Useful Bible Studies > 2 Samuel Commentary > chapter 11
Long before David, there was a king in Jerusalem, Melchizedek, who ruled in a good, right and holy manner (Genesis 14:18-20; Hebrews 7:1-4). However, afterwards the rulers and the original inhabitants of the country became more wicked than ever (Genesis 15:16). That was why God handed over their land to Israel’s people (Deuteronomy 9:1-5). However, some of the people from those original nations remained there.
Among those people, there were certain people, at the time of David, who strongly desired good and right government. They wanted peace in their region, and freedom from cruel and wicked leaders. So, they approved very much when they saw David’s kind and sincere attitudes. They became loyal to David and to Israel’s God. They trained for war, because Israel’s army would have to fight against many evil nations with their wicked rulers.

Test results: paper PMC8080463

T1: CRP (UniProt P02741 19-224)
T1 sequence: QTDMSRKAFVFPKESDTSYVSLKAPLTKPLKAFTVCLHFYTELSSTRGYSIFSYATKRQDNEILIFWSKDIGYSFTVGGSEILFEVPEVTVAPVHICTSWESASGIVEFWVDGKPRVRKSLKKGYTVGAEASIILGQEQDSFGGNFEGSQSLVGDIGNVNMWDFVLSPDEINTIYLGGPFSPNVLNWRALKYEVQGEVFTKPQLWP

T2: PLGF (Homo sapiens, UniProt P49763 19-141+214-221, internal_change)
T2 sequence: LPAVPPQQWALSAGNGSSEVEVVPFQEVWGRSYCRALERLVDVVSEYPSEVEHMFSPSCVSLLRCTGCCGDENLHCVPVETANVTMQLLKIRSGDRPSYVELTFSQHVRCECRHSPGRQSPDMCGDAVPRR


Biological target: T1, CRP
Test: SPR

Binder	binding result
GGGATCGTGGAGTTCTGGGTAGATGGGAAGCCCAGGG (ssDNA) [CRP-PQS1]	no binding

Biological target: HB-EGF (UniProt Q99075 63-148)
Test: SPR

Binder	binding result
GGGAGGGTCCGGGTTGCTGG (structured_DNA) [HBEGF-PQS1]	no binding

So, we read about foreign soldiers who supported David, from Gath in Philistia (15:19-22). We read about a man called Zelek who came from Ammon (23:37). However, one of David’s best soldiers came from the people called Hittites, who were among the original inhabitants of the land. He was Uriah (23:39). He had married a woman from Israel called Bathsheba, and they lived in Jerusalem. It was this woman, Bathsheba, whom David had seen. However, Uriah was not at home. He was fighting with Israel’s army against Ammon. He was not expecting to return home for several months. So Bathsheba was alone.
Next part: David and Bathsheba (2 Samuel 11:4-5)
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© 2022, Keith Simons.